If you are looking for the greatest gold-mine of easy to use "change your dog's behavior" advice ever crammed into a newsletter series then read on!
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"I love Secrets to Dog Training. I rescued two German Shepherds and I did not know anything about dog obedience. One of my dogs was quite aggressive with other dogs, and crazy about chasing cats and squirrels. What I like about your book is that you give insights into what the dog is thinking, why they behave the way they do, and tips on what to do to correct the problem. I have learned so much from your instructions, and my dogs are now following my commands and I am able to control them. Thanks for the great book."
-- Carla J. Johnson (Long Beach, California, USA)
We have a Russell Terrier mix called Karen. She is 6 months old and has been spayed. We are having a few problems with her giving no clear signal that she needs to go out and relieve herself. We keep her on a regular schedule of eating and going out to pee and poop, but there have been a few times where we have been busy and she will relieve herself in the house-she will sometimes become very affectionate and I have taken that as her sign but I would like to teach her to let us know she has to go out with barking or some other clear signal.
Thank you for your help.
Hi there Leanne,
Thank you for your email regarding your young Russell Terrier mix, Karen and her inability to give you the signs that she needs to be let out to the toilet! This is a relatively common problem many of our customers find with young dogs. Luckily there are a few ideas and techniques that can really help.
First and foremost, the best bet to give you and Karen the most freedom would be to install a doggy door somewhere in your house so that she can get out whenever she wants/needs to! Training is relatively simple here too using plenty of vocal praise and treats to encourage her through the doggy door. Because Karen is a small breed dog, this would be the ideal plan if you have a fenced or fencable yard! Please consult with your local Pet store in order to purchase a doggy door and have it installed.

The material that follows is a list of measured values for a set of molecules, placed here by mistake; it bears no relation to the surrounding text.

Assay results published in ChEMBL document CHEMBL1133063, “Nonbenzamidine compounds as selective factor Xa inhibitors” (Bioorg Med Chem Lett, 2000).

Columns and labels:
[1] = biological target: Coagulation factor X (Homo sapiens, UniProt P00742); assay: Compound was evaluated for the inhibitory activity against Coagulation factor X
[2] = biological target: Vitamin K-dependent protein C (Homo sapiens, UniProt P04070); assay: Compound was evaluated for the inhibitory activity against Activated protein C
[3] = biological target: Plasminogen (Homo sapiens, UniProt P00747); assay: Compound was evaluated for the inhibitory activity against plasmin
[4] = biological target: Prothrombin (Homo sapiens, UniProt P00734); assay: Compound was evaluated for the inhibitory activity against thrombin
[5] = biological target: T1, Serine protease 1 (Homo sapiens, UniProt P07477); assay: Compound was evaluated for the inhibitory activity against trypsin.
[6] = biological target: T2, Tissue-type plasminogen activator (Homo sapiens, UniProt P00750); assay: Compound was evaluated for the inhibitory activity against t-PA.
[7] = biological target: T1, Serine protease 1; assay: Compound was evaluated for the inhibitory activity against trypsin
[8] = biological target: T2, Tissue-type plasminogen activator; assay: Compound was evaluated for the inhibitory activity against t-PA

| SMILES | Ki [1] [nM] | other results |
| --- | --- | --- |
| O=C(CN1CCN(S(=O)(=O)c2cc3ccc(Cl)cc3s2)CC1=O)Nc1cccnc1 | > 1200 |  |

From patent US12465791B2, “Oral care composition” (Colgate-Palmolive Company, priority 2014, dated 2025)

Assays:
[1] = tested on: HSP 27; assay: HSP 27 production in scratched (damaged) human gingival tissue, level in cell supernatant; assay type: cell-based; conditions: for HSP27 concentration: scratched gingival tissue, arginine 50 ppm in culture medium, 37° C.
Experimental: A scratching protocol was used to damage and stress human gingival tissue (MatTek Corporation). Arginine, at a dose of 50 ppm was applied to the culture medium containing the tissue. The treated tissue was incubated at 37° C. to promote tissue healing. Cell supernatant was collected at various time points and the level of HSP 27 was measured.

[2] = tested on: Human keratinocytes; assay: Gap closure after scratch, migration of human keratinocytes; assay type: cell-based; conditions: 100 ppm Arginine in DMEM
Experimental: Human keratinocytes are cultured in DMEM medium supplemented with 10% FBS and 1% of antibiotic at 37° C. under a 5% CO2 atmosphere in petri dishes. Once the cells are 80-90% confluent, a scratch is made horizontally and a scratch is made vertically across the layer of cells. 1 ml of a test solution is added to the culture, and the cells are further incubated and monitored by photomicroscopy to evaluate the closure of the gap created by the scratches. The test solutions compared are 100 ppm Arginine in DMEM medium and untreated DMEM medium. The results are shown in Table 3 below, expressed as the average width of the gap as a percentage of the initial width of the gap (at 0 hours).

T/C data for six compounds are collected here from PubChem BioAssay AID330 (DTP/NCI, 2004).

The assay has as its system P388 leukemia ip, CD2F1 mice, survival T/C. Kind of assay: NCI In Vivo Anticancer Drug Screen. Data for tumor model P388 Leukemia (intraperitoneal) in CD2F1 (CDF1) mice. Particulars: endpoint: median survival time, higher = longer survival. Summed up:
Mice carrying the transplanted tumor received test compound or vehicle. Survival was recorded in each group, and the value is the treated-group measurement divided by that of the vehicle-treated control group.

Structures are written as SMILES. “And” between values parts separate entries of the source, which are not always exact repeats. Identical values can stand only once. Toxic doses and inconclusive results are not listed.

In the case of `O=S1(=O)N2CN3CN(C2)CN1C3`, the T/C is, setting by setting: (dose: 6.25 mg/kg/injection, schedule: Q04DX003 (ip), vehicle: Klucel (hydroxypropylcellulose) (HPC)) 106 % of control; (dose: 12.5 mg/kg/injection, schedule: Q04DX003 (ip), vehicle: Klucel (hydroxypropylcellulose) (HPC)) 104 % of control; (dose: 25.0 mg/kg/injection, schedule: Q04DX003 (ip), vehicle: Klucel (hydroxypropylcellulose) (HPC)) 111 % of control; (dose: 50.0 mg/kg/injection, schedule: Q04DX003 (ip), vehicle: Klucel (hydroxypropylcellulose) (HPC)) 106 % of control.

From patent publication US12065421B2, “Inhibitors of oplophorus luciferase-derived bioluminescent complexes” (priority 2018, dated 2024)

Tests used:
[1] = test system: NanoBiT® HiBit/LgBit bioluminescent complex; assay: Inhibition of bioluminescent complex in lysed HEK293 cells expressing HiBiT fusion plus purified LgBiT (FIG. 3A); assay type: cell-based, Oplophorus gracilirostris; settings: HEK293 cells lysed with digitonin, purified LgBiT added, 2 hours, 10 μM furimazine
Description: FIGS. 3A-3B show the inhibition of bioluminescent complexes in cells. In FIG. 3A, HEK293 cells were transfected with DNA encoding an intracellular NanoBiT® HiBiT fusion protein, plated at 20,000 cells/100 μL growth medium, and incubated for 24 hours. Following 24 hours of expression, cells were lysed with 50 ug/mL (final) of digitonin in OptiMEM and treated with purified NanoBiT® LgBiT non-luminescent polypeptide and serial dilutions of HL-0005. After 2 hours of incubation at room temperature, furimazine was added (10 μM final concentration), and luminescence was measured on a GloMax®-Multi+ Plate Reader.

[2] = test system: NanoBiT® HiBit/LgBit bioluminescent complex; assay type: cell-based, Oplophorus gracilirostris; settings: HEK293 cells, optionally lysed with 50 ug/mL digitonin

A second very popular technique for our clients and particularly those for whom a doggy door is not an option (for whatever reason), is one in which a dog is trained to ring a bell whenever she needs to be let outside to go to the toilet. This can be very helpful for many owners who have dogs that don't give any indication that they need to be let out, until it is too late and they eliminate inappropriately inside.
This training begins with choosing and purchasing a bell that is an appropriate size for Karen to be able to ring. Start by letting Karen out as per normal. Attach the bell to a string, and hold it up so that the dog bumps into it as you take the dog out or as you let the dog out, and make sure the bell rings. After several weeks of this your dog will begin to associate going out with the sound of the bell. After this time you should make the bell attractive by smearing a food treat such as jam or peanut butter on it, then as before, hold the bell by a piece of string so you can make sure it will ring. Block the door by holding the bell at your dog's nose level, so the only way the dog can get around you is to realize there is jam on the bell. As a result, your dog will lick the jam and likely ring the bell. When that happens, exaggerate the ring to ensure there is a distinct ringing sound and praise her enthusiastically at the same time. You should ring the bell as Karen leaves the house to further reinforce to her that this sound is associated with being let out.
Once you believe Karen is associating the ringing of the bell with the process of going out, hang the bell at the doorknob (it should hang at your dog's nose level). Continue using jam as an attractant to the bell, and whenever you know Karen needs to go out (such as after she wakes up in the morning), take her to the bell first and let her out once she made the bell ring. Once your dog initiates the bell ringing in order to get out, you can stop the training!!
I hope this helps you out with Karen's current inability to let you know she needs to toilet! Don't forget to clean up any messes she has indoors with a non-ammonia based cleaning product as well as plenty of pet odor neutralizer. Best of lucky with Karen's toileting problem and please let us know which technique you choose to use and how it goes!
Daniel Stevens and the Secrets to Dog Training Team
I've been a professional dog trainer for well over 20 years, and in that time I've helped thousands of dog owners just like you to get the friendly, well behaved, slipper fetching, best pal they always wanted.
But it didn't start out that way. I've always loved dogs, some things never change. But when I first started my professional dog training career I relied on the so-called 'best practices' when it came to dog behavior training. It was only when I heard people tell me over and over again that they just weren't seeing results that I started to question the old accepted wisdom. So I started a journey, a quest to search out the best, most effective, techniques, tips, and tricks that really work.
And that's how I came up with Secrets to Dog Training. Year after year I found new techniques that achieved the results I wanted. Eventually I had a whole book worth of great resources: Secrets to Dog training...
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